We took going “beyond borders” seriously. Alex Shams redefines Iran as a space by culture, rather than invisible lines marking political boundaries, and explores how this can foster better understanding during deep political divides between the US and Iran. Rethinking space geographically, Omer explores spatial bounds between Europe (“not solely as geography, but as a set of ideological, intellectual, and political projects”) and the Middle East, arguing that “the Israel/Palestine case both symbolically and concretely represents the continuous presence of Europe in the region.” The inclusion of the Caucasus in this edition also exemplifies the porous nature of borders, exploring Georgia as a north-south borderland between Europe and the Middle East (Meiering-Mikadze). Additionally, Okcuoglu offers us an incredible portrait of the literal borderlands of Kurdistan and“the way people in the Kurdish borderlands experience state strategies for surveillance and control of populations,” thus,“shedding light on the informal source of state authority in contested borderlands: arbitrariness and uncertainty.” (Okcuoglu)

In tackling Empire, we see vestiges of American imperial presence in Iraq (Al-Waeli), and the pattern of shifting empires and influences (Russia, Turkey, Iran) in the Caucasus and how that affected the fighting which broke out in July in Nagorno-Karabakh. Though historical acts of American imperialism still affect the region, multiple authors conclude that with the West“seen as busy with itself ” especially in the case of the Caucasus “former Russian, Ottoman and Persian empires” intersected and “their modern successor states meet and compete” (Meiering-Mikadze). Shapiro also defines the U.S. and the wider west in this arena as the only real geopolitical losers.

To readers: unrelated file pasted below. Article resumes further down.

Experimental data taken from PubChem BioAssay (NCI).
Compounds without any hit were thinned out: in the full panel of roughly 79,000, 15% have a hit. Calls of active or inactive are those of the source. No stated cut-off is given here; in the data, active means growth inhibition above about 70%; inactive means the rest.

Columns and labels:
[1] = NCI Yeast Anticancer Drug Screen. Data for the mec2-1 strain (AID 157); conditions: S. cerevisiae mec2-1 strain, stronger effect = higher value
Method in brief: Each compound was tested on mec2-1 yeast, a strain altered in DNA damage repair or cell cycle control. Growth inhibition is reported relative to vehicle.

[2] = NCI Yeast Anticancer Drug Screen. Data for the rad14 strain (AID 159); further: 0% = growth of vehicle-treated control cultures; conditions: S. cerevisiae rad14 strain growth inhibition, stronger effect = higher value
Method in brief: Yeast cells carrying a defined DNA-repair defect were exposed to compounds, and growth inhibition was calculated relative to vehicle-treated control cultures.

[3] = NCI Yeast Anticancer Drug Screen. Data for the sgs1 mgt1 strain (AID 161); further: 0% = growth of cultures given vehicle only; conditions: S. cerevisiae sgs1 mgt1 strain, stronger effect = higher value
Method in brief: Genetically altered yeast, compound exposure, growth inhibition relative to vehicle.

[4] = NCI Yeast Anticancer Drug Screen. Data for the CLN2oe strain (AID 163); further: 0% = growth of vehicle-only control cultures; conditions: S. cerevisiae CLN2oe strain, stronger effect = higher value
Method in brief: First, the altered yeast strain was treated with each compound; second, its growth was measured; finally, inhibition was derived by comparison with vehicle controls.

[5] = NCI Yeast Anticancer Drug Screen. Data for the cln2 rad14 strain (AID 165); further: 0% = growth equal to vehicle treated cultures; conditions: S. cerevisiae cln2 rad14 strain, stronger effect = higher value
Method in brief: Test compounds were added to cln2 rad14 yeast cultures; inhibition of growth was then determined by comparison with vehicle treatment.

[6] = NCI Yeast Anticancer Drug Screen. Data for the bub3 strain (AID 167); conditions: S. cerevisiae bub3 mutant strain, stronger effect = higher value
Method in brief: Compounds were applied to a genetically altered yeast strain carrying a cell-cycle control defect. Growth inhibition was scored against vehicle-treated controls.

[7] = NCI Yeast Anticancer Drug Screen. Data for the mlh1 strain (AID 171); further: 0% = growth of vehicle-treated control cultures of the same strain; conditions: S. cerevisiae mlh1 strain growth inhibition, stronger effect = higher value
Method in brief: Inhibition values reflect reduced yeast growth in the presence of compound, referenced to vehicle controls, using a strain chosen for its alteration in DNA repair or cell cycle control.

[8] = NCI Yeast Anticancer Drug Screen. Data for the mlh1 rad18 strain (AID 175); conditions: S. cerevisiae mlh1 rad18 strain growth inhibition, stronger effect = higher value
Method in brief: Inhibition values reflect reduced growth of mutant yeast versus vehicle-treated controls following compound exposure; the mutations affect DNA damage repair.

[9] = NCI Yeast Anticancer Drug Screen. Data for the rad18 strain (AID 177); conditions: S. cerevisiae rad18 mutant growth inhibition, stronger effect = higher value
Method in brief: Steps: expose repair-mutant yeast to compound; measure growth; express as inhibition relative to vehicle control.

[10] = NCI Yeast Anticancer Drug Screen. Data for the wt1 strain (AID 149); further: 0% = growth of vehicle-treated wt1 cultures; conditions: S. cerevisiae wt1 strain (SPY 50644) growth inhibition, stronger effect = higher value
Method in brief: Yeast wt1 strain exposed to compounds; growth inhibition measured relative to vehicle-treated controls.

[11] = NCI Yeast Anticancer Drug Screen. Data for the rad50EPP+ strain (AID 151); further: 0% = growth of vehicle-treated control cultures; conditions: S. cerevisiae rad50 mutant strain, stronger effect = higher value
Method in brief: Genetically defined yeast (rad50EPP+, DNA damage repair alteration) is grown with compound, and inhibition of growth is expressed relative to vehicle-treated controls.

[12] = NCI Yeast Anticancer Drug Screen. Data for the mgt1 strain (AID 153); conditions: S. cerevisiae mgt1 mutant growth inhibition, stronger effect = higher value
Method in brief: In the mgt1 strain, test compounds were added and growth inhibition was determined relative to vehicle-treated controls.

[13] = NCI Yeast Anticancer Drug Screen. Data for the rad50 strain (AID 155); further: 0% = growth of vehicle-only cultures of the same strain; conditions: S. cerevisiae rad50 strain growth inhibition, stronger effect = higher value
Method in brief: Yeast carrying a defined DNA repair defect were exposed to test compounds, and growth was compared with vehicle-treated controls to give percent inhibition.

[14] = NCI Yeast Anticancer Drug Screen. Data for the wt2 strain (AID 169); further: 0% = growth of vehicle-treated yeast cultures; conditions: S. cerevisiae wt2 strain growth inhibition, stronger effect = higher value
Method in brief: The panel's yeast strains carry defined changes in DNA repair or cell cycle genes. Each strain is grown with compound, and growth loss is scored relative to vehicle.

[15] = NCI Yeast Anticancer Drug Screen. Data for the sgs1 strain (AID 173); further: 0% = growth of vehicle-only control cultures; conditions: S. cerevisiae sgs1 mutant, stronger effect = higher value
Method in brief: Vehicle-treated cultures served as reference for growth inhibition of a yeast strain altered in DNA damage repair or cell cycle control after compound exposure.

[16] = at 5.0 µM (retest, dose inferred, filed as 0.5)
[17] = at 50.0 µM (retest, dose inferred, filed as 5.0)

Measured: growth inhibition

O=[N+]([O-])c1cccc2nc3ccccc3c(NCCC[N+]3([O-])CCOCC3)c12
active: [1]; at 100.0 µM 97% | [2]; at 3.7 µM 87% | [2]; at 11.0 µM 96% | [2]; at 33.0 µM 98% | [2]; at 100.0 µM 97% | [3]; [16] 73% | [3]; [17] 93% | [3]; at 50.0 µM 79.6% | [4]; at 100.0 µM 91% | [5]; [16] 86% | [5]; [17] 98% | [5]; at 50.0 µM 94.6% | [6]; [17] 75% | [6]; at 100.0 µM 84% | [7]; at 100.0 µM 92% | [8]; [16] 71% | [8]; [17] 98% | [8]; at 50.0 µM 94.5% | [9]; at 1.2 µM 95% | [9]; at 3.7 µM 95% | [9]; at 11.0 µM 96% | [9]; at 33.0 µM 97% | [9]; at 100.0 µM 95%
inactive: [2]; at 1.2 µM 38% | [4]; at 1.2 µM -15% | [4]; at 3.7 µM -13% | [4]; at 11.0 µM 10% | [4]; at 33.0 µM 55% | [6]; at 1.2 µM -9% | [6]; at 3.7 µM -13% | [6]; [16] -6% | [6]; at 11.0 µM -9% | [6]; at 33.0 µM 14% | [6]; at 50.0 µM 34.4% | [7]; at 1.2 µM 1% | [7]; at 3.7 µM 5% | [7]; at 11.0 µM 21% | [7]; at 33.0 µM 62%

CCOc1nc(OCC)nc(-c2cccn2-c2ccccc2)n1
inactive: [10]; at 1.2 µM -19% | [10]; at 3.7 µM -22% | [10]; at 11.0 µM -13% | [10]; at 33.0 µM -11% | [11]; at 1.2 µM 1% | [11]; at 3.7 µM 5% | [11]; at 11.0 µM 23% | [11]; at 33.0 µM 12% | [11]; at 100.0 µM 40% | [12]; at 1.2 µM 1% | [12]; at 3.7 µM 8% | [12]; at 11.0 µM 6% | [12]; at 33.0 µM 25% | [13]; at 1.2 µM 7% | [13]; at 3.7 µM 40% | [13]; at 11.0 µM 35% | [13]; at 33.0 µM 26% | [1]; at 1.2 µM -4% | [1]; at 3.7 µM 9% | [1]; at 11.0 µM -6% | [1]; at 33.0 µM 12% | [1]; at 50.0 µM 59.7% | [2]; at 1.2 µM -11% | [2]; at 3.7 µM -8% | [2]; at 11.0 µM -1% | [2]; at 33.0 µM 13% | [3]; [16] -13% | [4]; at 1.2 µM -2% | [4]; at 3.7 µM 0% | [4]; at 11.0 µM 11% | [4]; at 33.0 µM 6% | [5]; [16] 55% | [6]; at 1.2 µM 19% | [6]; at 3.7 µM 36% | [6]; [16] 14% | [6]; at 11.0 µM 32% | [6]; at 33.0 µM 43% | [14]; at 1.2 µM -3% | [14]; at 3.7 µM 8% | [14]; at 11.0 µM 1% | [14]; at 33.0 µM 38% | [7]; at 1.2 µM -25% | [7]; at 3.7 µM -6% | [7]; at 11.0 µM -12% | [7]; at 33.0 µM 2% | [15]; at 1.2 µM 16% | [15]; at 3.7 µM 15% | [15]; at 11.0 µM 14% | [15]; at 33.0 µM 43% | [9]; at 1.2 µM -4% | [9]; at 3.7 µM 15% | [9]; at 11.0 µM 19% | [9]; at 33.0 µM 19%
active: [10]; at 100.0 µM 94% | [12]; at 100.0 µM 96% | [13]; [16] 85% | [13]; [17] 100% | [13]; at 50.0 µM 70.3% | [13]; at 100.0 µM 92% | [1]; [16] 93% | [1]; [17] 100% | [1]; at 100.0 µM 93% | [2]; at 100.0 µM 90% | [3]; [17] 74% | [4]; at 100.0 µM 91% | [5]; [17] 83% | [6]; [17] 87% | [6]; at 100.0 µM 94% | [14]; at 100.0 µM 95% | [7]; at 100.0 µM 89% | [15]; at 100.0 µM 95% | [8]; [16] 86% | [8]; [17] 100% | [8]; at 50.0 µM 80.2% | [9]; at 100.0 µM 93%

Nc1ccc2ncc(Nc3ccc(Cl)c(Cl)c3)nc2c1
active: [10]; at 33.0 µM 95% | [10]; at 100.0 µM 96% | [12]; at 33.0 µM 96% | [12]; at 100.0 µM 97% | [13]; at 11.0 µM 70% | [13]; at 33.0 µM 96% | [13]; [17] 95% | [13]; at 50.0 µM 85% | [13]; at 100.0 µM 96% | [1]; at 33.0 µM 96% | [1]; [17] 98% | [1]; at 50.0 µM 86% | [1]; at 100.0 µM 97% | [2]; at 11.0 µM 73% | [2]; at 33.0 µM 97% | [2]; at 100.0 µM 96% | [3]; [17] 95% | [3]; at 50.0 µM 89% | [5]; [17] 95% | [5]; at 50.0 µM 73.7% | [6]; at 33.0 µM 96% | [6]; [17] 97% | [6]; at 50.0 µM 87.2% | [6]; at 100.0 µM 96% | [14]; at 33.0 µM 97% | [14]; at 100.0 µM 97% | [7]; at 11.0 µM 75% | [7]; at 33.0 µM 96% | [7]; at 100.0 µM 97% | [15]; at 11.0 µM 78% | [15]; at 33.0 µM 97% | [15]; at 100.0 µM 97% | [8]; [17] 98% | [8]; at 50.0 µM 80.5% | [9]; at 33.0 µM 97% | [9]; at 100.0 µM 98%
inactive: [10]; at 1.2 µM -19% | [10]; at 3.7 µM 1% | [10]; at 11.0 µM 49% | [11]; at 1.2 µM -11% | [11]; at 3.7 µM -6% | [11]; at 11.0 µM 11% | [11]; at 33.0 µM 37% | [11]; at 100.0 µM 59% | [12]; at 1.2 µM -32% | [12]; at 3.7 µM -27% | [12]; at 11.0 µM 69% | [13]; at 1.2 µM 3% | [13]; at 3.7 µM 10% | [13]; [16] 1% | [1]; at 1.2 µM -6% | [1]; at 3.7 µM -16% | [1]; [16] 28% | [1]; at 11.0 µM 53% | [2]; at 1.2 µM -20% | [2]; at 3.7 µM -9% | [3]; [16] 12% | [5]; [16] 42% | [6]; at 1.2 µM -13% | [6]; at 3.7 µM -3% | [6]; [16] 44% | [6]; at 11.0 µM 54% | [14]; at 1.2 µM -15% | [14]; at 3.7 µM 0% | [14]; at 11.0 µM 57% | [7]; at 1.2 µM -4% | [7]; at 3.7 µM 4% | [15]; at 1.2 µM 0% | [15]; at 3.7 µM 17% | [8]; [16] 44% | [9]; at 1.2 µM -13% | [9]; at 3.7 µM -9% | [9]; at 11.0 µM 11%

The power of diaspora is undeniable in contemporary Middle East affairs. We feature powerful voices commemorating the Syrian revolution, and a featured interview with Syrian actor Jay Abdo now residing in the U.S. on what it means to be a refugee. These voices embolden calls to make Syria a priority in the Biden administration after so much tragedy—as Oula Alrifai puts it, “what we ignore, we empower.” Alex Shams beautifully takes up the nature of Iranian diaspora in the US, explaining the need for more diasporic organizations to make connections with contemporary Iran rather than demonizing it and focusing on solely ancient Persian culture—“ they often have a tendency to overlook Iran as a living, dynamic place, perpetuating the same stereotype of Iran as a land mired in backwardness since the 1979 Revolution.” We also explore the steps that Jordan, as the first country in the world to vaccinate refugees, took to immunize asylum seekers and refugees through Bouri’s analysis.